Thursday, December 13, 2018

Confetti User Stories

Finding the right balance between "too big" and "too small" isn't easy sometimes.

Thursday, November 29, 2018

Lining up in the Ocean

It's about how fast we can be wrong with our conclusions. I often see that we detect an alledged new issue, not realizing that the same anomaly was already there before. It's easier and faster to judge without collecting the facts first. Things that may look the same, sometimes aren't.

Monday, November 26, 2018

Patched UFOs

When developers state, they didn't change anything but one line of code, they actually believe that themselves. It's just that they have a bias towards forgetting all the work they've done (plus their colleagues') before their last coffee break.

Tuesday, November 13, 2018

Sprint Review #37

An agile team is one that continually focuses on doing its best work and delivering the best possible product. In our experience, this involves a ton of discipline, learning, time, experiementation, and working together.
[Crispin - Agile Testing]

Sunday, November 11, 2018

Gung-Ho Tester

Last Friday, in the "daily", Cindy handed over a draft of her own doodled sketch about me. I was really surprised and found it brilliant. I promised her to put the sketch into my style cartoon over the weekend and here we go.

ThanX. I never met someone who made a drawing about me. I really enjoyed having this moment of conducting a little self-mockery.

And this is the original sketch from Cindy:

Sunday, November 4, 2018

Analyzing Lenny's flight paths

We are tracking the routes of animals all over the world. Some birds have already become famous like Lenny the stork whose annual air trip to Spain and back to his home at the Basel Zoo is observed by over 1500 fans. Lenny has a transmitter and everyone can check online when he starts his journey from Switzerland to South Spain where he spends a few months before he returns.

His routes [lenny] are recorded since 2013. Each time he starts the way back to his hometown, the local news celebrate it with corresponding articles [lenny2]. Lots of excited people are await his arrival near February/March. They are fascinated by the fact he returns to the same nest and same "girlfriend" every year to enlarge his family. What a faithful and diligent bro.

I wonder what Lenny thought of us bird-stalkers if he knew that each day of his life is tracked as a spot on a map that many people find so exciting. He'd probably bring us to court, took off the transmitter or at least got himself unsubscribed from all social media accounts. 

Maybe he'd become more vain and demonstrate that he could fly further south to Africa like others and/or his ancestors did. He may probably also felt ashamed when he realized we are watching him stop at all these fast-food rest places that are nothing else but garbage dumps. Or, he could be a little rascal like in the cartoon - with a big portion of humour. But since he doesn't know he's getting observed, he blithely goes on doing what many others do until a yet unknown trigger in his head tells him to go back home.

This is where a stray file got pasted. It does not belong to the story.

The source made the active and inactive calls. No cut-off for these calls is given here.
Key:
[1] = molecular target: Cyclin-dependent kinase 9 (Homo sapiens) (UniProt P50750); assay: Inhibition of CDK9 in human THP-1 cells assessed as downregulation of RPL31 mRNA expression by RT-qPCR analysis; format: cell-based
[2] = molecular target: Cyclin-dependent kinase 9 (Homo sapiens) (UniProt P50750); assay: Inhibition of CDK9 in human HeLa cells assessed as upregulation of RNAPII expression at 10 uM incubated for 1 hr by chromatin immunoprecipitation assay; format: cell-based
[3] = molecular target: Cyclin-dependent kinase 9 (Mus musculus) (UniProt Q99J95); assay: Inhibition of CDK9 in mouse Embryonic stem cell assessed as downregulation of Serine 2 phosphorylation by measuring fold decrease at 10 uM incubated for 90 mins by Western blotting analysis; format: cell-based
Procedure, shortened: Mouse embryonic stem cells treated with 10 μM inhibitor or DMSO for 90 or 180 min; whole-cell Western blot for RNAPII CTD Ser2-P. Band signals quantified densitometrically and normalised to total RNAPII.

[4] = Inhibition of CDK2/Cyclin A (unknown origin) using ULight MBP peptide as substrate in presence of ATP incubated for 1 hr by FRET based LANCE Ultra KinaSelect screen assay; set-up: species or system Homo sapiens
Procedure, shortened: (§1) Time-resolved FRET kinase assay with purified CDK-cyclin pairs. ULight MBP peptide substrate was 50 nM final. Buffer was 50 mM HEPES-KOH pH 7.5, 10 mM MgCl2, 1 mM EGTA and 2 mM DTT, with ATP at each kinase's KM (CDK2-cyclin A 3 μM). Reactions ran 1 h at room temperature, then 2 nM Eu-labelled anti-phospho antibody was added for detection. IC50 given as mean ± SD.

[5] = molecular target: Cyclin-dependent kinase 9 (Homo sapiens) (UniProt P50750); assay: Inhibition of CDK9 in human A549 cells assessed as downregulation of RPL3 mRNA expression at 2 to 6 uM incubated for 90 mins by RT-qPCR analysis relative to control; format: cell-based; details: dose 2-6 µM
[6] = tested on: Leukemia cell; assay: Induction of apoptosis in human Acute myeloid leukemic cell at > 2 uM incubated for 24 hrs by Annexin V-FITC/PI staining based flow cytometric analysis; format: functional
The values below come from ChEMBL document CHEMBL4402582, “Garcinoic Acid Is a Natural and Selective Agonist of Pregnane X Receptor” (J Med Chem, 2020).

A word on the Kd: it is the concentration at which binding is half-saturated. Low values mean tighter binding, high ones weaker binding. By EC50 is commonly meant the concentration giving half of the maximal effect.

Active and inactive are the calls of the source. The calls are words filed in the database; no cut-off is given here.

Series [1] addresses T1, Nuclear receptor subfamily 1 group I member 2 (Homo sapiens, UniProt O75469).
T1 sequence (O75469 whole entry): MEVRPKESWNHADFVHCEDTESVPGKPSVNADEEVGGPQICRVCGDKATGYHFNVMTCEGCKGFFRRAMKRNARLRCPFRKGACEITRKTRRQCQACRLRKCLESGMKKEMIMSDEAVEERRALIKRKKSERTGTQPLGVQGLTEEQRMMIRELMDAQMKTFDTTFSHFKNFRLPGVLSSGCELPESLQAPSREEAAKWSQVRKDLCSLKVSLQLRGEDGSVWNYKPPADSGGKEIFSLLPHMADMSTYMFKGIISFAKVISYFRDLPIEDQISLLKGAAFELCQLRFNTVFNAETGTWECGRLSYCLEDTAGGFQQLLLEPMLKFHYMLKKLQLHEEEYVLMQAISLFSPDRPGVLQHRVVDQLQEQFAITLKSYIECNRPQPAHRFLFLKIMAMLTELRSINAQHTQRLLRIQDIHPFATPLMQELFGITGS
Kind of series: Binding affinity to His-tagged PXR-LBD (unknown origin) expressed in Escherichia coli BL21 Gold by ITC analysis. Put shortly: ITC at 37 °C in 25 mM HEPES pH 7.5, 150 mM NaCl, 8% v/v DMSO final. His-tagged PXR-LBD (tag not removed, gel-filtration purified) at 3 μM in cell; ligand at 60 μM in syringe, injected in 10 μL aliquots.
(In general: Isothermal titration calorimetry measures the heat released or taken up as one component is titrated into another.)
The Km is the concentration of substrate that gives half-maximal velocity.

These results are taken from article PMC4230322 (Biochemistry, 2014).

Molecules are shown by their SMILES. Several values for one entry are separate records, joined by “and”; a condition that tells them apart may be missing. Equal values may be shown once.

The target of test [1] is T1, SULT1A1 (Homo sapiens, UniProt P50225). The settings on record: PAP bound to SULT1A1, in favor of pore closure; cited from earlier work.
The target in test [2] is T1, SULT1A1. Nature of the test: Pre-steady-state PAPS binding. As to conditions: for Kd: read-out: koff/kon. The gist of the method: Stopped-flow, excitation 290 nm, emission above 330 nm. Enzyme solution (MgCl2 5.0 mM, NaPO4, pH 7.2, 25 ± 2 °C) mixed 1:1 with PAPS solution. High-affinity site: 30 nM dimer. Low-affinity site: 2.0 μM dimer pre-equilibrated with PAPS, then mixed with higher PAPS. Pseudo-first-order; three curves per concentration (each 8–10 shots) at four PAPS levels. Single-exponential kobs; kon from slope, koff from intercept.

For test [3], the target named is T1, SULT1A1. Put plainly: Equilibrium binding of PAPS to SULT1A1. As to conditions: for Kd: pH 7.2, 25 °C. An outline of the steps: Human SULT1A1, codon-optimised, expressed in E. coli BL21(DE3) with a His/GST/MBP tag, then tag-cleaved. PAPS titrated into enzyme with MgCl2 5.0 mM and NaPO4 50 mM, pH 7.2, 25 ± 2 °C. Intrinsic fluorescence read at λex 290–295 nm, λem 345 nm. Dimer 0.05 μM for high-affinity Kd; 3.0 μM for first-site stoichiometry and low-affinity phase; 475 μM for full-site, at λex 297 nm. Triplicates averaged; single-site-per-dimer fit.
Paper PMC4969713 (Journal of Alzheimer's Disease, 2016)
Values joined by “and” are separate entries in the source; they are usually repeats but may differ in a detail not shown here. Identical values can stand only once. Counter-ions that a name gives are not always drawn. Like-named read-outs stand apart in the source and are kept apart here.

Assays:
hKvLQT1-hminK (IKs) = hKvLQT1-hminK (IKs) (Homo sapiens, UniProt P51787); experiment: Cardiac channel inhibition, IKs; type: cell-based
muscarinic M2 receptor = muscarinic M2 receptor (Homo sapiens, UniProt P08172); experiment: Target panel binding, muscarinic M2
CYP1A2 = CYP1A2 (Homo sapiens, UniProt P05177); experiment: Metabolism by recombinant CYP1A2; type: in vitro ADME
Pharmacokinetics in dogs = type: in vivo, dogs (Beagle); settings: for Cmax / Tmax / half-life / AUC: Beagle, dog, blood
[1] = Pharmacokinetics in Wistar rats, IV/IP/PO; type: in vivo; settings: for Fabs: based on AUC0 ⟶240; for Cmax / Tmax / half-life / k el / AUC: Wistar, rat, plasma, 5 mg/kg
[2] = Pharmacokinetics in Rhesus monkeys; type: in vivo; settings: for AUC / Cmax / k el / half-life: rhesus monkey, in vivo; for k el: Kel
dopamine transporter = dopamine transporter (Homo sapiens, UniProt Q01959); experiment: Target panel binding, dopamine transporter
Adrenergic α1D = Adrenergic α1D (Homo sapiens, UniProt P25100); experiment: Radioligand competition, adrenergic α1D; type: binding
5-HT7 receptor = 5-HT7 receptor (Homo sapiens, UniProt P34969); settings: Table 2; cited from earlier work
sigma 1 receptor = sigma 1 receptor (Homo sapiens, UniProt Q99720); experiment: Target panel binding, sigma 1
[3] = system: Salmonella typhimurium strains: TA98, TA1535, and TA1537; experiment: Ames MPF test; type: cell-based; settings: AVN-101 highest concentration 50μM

It's is not only the incredible flight-paths that I find so fascinating, it is also sad and heartrending if you see that almost every second of the ringed storks do not survive. The data logger web page [logger] keeps a record of each stork with his/her name and if you read their fates, you will learn that some don't even manage to accomplish a single trip. They die by flying into electric power lines, wind wheels, get shot or perish because they ate wrong or morbid things. These are all causes of death which are not natural.

But that's not really what I was about to talk. While digging deeper into Lenny's flight routes, I got a lot of questions. Why do these storks no longer fly to Africa and instead stay in Spain? How do they know where to go and how do they find their way back to their original nest they grew up? When do they start going South and how do they know it's time to return?

Scientists have raised the same questions about the truncated routes and they have come up with two theories:
  1. The Swiss storks are the result of a resettlement project that started with Algerian storks, a species that is not used to fly the same long distances as the original domestic storks. The route they are taking now pretty much matches the distance to what their relatives are "programmed for" or what they can perform.

  2. The second theory is less pleasant. Spain is full of garbage dumps where they find enough food. If you follow the markers of Lenny and then switch from the "map"-view to "satellite"-view, it is really appalling to see where he likes to rest and eat. I feel sorry for him and his friends. These garbage dumps seem to be another reason why there is no need to search for food further south.
These are fair explanations, but I could not find any answer to all my other questions like how do they remember which route to take and when? Explanations in scientific articles range from "inner-clock", "genetically programmed to go South with no plan" to "orientation by the Sun", "stars" and even "magnetic fields" or "orientation by the landscape".

I am a software tester. If I am given similar amounts of illustrations from a software developer whose components don't work, then my conclusion is: he simply doesn't know.

I invested some time and analyzed just one of those theories, "orientation by the landscape".
If you zoom out then it looks like Lenny takes the exact same route every year. But if you zoom into Lenny's flight path, I see that his first 2 routes to Spain went over the region of Burgundy in France while the last 2 years he took a route which was 100 km East of the first routes. This doesn't really look to me as if he strongly remembers each hill and course of a river. Anyhow, it still looks like he follows a main path from which he takes small excursions.